Whatever you decide, I wish you luck. As long as you stick with a major carrier you can't go wrong for your training and experience. After that year if you have doubts about the company than shoo around. I planned on only staying my year then going local...but I got it so good with my FM I was like "WHY"? Lol. I'm saving so.much money by living on the truck I would be just as miserable driving local as I was with a non driving job.

Fm:

Dispatcher, Fleet Manager, Driver Manager

The primary person a driver communicates with at his/her company. A dispatcher can play many roles, depending on the company's structure. Dispatchers may assign freight, file requests for home time, relay messages between the driver and management, inform customer service of any delays, change appointment times, and report information to the load planners.
Seadragon H.'s Comment
member avatar

If you need good insurance for the family, look at a Teamsters company. Nick Strimbu Inc is Teamsters and located in Brookfield,OH. They hire new CDL grads. They have flatbed & refrigerated and from what I know, the reefer division does lots of west coast runs which means more miles.

double-quotes-start.png

double-quotes-start.png

double-quotes-start.png

Thanks for all of the replies/advice. It gives me a lot to think about. I have decided against Schneider mostly because they do not allow cell phone usage at all while driving - even Bluetooth. So now it is between Prime and Maverick. I like that prime has tanker, but I can switch to reefer if I don't like tanker. I like that Maverick has a $1,000 per week guarantee for reefer, and their training is dispatched as a solo - not team. Both seem to be great companies, and I'm sure I could be happy at either one.

Rainy, could the average be close to $1,000/week at Prime if I went reefer? It looks like Dan E. probably got close to that in the tanker division.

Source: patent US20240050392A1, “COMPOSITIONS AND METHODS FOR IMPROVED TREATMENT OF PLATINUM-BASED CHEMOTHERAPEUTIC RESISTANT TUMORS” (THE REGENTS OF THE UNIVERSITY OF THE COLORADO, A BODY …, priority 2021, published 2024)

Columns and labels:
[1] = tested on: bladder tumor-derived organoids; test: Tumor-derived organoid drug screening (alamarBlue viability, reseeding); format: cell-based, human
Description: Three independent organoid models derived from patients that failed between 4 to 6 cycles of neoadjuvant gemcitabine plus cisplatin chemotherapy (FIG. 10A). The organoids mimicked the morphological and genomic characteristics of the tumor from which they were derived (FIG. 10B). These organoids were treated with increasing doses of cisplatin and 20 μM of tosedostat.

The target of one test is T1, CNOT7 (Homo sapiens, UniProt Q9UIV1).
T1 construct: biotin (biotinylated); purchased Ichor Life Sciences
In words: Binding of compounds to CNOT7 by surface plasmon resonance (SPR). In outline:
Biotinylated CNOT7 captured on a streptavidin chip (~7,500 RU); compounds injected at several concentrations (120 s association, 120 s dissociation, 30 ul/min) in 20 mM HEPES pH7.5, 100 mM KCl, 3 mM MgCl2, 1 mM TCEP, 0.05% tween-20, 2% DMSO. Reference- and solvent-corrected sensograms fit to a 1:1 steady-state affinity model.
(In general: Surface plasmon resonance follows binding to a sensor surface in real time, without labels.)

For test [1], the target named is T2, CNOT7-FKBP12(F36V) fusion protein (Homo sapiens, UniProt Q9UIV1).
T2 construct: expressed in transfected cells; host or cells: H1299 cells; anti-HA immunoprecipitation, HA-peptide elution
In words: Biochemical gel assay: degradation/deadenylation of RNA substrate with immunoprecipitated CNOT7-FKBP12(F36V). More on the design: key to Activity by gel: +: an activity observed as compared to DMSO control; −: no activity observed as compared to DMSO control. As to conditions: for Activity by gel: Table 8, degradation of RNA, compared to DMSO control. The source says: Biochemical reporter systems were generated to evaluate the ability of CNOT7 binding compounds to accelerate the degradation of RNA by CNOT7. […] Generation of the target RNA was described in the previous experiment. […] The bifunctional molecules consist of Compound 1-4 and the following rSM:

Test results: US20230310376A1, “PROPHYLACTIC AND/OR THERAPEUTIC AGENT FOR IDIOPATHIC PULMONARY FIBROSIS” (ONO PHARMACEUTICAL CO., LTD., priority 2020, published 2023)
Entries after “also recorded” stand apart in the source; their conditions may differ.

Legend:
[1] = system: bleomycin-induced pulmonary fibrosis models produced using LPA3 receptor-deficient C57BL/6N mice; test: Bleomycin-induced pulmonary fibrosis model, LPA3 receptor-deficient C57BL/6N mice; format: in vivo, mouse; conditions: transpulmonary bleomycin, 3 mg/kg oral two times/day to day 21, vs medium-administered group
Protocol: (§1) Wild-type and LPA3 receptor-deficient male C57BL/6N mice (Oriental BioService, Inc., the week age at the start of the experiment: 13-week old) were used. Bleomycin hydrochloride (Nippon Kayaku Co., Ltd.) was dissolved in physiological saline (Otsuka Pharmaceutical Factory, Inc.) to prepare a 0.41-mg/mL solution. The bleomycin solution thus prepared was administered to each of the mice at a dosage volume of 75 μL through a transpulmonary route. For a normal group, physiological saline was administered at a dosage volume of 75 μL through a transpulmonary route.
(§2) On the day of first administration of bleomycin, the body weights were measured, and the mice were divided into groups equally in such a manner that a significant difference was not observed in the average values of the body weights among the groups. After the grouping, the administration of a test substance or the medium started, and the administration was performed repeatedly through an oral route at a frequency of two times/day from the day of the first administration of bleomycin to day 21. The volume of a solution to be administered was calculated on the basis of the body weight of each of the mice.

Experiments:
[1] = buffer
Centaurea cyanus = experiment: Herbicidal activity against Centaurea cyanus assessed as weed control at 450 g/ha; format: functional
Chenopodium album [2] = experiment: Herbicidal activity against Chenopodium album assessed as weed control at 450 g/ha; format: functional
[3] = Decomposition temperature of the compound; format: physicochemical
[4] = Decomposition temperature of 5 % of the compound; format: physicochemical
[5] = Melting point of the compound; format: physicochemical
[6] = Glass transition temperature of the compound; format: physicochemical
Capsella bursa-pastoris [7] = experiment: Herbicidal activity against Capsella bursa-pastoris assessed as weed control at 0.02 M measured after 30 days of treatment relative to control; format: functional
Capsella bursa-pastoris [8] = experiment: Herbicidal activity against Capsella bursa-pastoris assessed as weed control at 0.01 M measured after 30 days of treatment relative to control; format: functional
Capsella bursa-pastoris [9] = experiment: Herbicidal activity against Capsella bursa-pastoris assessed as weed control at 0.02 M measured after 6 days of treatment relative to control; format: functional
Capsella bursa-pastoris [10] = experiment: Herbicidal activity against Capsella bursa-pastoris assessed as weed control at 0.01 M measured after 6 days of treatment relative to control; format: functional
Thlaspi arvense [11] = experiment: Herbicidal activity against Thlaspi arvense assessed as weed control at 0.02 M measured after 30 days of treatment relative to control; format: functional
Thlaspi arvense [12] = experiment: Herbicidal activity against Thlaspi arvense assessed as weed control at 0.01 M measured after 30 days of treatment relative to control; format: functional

I know my earnings will depend on my performance and attitude, and I am eager to get started. I just want to make an informed decision, and everyone here is helping me tremendously, not only here in this post but everywhere I read on this awesome site.

double-quotes-end.png

double-quotes-end.png

Not for the first few months solo. It took me probably three months of about $800 gross/$600 clear...this week was a slow week due to truck repairs but with detention and bonuses I ran 1726 miles. Grossed $907, take home $775.

Last week I did like 2700+ miles and got $1300 gross, $1120 clear...something like that. It does differ week to week. Since I paid off the money I owed prime for my food advance, cat fee, locks and chains...I don't think I've cleared less than $500 even during home time.

You said "training is solo not teams" what do you mean?

At prime with your permit the dispatches are solo runs so the student drives the instructor sits next to you. You take a 10hr break like you would solo. After you get the CDL you run team for 30k miles. Its not fun...but the rewards are great.

Prime does have a northeast dedicated route for reefer that is guaranteed $1250 per week, but you have to drive a lightweight unless you are a trainer. And you need to deal with traffic and lack of oarking , small tight customer docks. I told them no way. Lol

If you are like me and can live in your truck the money can roll in quickly. The $1700 per month in rent and utilities now goes in my pocket. Lol

double-quotes-end.png

Yeah, I know it will be less when I start out. I was just wondering what I could expect the average would be once I settled in and got used to how things work. I don't think I would want the Northeast dedicated either. It sounds like good money, but I'm sure there are a lot of headaches that go along with it. I live in southern Ohio, so I probably wouldn't qualify anyway.

I am married, so I will need the family insurance. My wife is checking to see when can get on her insurance, though. That might be cheaper in the long run.

About the solo thing, it seems to be run like the PSD is for Prime - I would do most of the driving and the instructor would be in the jump seat. No one sleeps when the truck is moving - even though I have my CDL already. I think they said I would be out a minimum of three weeks (up to eight, if needed) like this. It is dispatched as a solo driver truck. I think one reason I like this is because it might be shorter time-wise than the 40,000 miles with Prime. But Prime does pay $700/week while training, and Maverick pays $550. Also, with winter here, I'm sure I would be more comfortable with someone more experienced in the truck with me when the snow flies, so Prime would be good for that for at least this winter.